May 24, 2011 / 12:54 PM / 7 years ago

Grieving Razzano leaves Paris with head held high

PARIS (Reuters) - Fighting back tears, Virginie Razzano sought comfort on court Philippe Chatrier on Tuesday, eight days after her coach and fiance died of a brain tumor.

Virginie Razzano of France returns the ball to Jarmila Gajdosova of Australia during the French Open tennis tournament at the Roland Garros stadium in Paris May 24, 2011. REUTERS/Regis Duvignau

The Frenchwoman lost 6-3 6-1 to Australian Jarmila Gojdasova in the first round of the French Open, but showed courage and dignity and received a compassionate pat on the back from her opponent at the end of an emotional match.

“I grabbed all my courage. I don’t have much. I’m very fragile. I feel lonely, and even though there are many people around me supporting me I still have the strength in me that keeps me standing up and moving on step by step,” a watery-eyed Razzano told reporters in her post-match press conference.

Stephane Vidal died at the age of 32 last Monday after losing his battle against a long-term brain tumor.

“He had so much courage, so much strength, that I also had within myself, and the two of us, we tried to continue to build our life, to continue with our job,” said Razzano.

Razzano was wearing a chain as she answered questions.

“It’s a chain that I offered to Steph’ for Valentine’s Day in Antwerp a few years back,” she explained. “It was like, me on him, he wore it until his last breath.”

“I’m convinced I have to wear it, now it’s him on me. I can’t play with it because it’s too heavy but I find comfort in wearing it.”

Razzano said she will continue to play tennis while grieving, although she is fully aware it will be painful.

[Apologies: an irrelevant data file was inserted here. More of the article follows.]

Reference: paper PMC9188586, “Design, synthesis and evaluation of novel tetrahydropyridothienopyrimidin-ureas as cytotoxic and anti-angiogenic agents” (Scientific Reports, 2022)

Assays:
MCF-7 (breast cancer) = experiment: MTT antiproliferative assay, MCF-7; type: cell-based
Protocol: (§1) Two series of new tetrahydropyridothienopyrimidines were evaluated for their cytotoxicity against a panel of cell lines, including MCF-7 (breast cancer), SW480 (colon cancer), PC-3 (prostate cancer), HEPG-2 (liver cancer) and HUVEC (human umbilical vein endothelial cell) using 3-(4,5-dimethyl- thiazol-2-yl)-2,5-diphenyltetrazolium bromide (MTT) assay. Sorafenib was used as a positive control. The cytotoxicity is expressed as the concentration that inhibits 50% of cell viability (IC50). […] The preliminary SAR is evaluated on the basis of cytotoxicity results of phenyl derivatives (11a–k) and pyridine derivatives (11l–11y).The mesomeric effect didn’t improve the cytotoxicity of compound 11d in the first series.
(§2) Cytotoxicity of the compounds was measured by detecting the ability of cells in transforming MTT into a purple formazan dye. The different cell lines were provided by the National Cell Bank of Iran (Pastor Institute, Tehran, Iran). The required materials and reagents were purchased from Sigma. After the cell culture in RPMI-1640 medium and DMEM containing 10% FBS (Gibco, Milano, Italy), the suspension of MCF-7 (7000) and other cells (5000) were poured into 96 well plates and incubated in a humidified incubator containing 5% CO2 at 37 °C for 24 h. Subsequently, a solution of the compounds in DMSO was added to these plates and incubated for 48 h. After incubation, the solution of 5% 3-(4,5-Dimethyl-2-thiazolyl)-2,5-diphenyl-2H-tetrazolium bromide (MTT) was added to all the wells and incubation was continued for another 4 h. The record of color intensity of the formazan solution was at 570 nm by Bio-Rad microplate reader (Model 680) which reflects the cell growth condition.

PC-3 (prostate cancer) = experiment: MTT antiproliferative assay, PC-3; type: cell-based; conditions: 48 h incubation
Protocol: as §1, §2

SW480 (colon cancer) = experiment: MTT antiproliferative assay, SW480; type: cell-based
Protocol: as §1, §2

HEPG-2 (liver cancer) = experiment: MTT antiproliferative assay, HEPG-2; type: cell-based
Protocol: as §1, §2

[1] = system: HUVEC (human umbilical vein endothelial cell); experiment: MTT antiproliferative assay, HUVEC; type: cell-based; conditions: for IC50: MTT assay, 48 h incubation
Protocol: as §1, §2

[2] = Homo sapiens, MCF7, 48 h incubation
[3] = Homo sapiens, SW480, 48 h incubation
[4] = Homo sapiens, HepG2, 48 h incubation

“I hope I’m not going to lose too much, but I need to go through this mourning period, because I need it,” she said.

“I know that I’m supposed to play Birmingham after Roland Garros. I worked on this schedule with Stephane all the way to Wimbledon, so I said I’ll play Birmingham.

“I said then I would come back home to be with him, and he said, well, we’ll see. So it shows he was already feeling that things might turn out differently. But he said, ‘you have to play Roland Garros and Wimbledon.’”

Gojdasova, who also entered the court with a heavy heart after her marriage to Sam Groth ended recently, was full of admiration for Razzano.

“I just told her that I’m sorry for her loss, and what she did was pretty much incredible,” said Gojdasova, who reached the fourth round here last year under her married name, said.

“She stood on the court and held her head up high and tried her best. It’s only been a few days. You don’t know how it’s going to be.

“It’s very sad news. Either way it was going to be a tough match for me to first try and concentrate on what I have to do; and second, I was on the other side of a person that was very hurt.”

Editing by Martyn Herman

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